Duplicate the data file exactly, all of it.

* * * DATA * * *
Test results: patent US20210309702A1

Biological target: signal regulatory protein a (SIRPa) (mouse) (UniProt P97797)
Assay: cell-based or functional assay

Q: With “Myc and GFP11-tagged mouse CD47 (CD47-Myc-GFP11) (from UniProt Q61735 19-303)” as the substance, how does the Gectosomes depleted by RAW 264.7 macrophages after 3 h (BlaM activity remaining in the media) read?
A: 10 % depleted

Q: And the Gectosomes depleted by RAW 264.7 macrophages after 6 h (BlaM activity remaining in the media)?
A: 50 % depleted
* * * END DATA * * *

Test results: patent US20210309702A1

Biological target: signal regulatory protein a (SIRPa) (mouse) (UniProt P97797)
Assay: cell-based or functional assay

Q: With “Myc and GFP11-tagged mouse CD47 (CD47-Myc-GFP11) (from UniProt Q61735 19-303)” as the substance, how does the Gectosomes depleted by RAW 264.7 macrophages after 3 h (BlaM activity remaining in the media) read?
A: 10 % depleted

Q: And the Gectosomes depleted by RAW 264.7 macrophages after 6 h (BlaM activity remaining in the media)?
A: 50 % depleted